Sunnyside residents Shawn and Ben Johnson received wide-spread support for an Accessory Dwelling Unit (ADU) to house Shawn’s disabled mom, until they faced the Board of Adjustment for Zoning Appeals (BOA). After three unsuccessful hearings before the BOA, the Johnsons are making their case public, shining a spotlight on the chasm between a city’s vision for equity and aging-in-place, and an arcane zoning process interpreted by a board untethered from that vision.
When Shawn Johnson’s mother, Catherine Johnson, suffered a brain aneurysm in 1995, he and his brothers were young. Too young to help when the aneurysm led to a stroke, then paralysis down the left side of her body. “She’s brilliant and resolute on being a kind person. Raising three boys, she made sure we were capable young men who understood the importance of knowing right and doing right.” But at 10 years old, Shawn couldn’t take care of his mom.
Last year Ms. Johnson suffered another health setback, this time a lung infection. She spent two months in a North Carolina hospital in critical care on a ventilator before being released to rehab and eventually back home. Shawn spent several weeks by her side, then returned to Denver where he and his husband Ben agonized across the distance. They pictured a life where she lived close by, where they could look in on her.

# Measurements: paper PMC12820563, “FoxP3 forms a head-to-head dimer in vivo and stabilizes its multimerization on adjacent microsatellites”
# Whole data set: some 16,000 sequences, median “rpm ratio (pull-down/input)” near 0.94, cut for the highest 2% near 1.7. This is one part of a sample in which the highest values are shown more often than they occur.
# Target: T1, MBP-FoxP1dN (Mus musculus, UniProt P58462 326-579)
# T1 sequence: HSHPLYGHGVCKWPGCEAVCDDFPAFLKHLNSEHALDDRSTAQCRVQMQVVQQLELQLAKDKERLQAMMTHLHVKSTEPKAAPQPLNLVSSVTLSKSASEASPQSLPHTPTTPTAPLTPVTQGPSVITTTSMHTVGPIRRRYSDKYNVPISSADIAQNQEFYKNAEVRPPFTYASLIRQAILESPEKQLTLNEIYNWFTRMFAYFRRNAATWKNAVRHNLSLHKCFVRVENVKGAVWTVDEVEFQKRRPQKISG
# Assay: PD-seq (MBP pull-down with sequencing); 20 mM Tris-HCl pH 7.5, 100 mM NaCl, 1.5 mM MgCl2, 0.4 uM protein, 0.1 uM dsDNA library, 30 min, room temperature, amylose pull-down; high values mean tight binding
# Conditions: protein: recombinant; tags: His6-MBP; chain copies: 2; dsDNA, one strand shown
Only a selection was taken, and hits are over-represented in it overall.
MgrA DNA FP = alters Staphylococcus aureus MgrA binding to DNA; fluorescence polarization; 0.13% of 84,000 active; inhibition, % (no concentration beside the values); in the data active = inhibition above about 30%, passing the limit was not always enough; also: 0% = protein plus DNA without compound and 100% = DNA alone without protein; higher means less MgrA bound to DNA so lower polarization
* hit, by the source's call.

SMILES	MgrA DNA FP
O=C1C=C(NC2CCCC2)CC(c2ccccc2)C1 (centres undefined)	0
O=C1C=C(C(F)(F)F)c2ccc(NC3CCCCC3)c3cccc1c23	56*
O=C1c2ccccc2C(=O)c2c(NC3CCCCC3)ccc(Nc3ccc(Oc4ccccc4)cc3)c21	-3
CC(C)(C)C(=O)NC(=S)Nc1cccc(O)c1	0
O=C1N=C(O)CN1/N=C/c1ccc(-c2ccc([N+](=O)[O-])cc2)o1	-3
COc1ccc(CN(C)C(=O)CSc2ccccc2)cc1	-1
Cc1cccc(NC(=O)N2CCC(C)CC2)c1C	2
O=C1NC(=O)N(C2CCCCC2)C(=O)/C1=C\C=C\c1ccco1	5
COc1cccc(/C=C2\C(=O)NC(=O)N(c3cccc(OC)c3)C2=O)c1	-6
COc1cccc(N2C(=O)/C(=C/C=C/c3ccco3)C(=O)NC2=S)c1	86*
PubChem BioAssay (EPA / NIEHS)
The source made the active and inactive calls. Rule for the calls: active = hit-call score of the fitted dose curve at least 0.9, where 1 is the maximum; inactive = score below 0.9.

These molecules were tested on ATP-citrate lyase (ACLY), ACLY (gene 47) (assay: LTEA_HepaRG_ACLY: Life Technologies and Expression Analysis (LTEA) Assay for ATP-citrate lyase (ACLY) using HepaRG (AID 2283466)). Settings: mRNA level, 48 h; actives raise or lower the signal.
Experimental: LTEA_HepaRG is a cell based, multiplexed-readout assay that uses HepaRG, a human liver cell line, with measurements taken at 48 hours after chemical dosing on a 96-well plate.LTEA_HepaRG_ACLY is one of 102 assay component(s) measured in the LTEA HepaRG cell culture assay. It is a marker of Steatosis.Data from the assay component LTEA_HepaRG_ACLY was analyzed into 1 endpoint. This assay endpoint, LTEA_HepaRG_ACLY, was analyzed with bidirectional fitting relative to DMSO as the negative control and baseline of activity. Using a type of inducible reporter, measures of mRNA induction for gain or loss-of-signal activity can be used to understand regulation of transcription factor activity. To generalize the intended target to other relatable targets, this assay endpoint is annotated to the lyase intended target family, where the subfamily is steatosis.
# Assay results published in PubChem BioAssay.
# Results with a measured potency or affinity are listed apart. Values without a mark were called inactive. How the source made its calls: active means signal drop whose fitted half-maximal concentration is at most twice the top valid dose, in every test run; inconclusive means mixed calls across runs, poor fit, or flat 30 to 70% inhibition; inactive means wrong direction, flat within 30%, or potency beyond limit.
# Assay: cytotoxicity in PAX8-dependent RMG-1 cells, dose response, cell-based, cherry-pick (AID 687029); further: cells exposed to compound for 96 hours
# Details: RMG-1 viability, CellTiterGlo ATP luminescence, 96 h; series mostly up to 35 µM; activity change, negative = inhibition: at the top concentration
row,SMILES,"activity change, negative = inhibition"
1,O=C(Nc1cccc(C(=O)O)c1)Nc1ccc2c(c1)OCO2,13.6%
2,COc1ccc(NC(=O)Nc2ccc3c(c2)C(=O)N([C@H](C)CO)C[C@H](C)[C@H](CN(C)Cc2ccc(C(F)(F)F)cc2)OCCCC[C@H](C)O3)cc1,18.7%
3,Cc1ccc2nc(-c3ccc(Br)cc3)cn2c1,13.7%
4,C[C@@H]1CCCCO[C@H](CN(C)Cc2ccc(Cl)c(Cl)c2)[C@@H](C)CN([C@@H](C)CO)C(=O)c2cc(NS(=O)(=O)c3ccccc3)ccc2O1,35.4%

The Johnsons live in an area of North Denver zoned for Accessory Dwelling Units (ADUs). They entertained ADU ideas allowing space for the piano lessons Ben teaches. Or a rental apartment for a local student. They hoped to need space in the house for growing their family someday.
But when Ms. Johnson fell ill last year, their attention turned entirely toward providing a home for her. They talked to her about living close to them as she faces a chapter in life where she might need more support. They pictured enjoying life’s daily moments together: morning coffee, their garden, a hug before saying goodnight.
Shawn and Ben rolled up their sleeves and set out to design an ADU that would work for Catherine. They navigated a complex maze of steps and a mind-boggling array of requirements. They visited with their next-door neighbors and Registered Neighborhood Organization (RNO), Sunnyside United Neighbors Inc (SUNI). SUNI’s Planning and Community Development Committee reviewed their design in two separate meetings and provided unanimous support in a vote of 10-0.
Together with an architect, builder, neighborhood support, and the City’s Community Planning and Development department, the Johnsons moved through several iterations to arrive at a design that worked. It worked for neighbors, it worked on their property, and most importantly, it worked for Ms. Johnson.
But it didn’t comply with Denver Zoning Code.
In order to create a second story studio apartment sufficient for Ms. Johnson’s needs, and allowing for the real possibility she will require a wheelchair someday, the design exceeded the maximum square footage currently allowed for the footprint of the building and the ADU on top.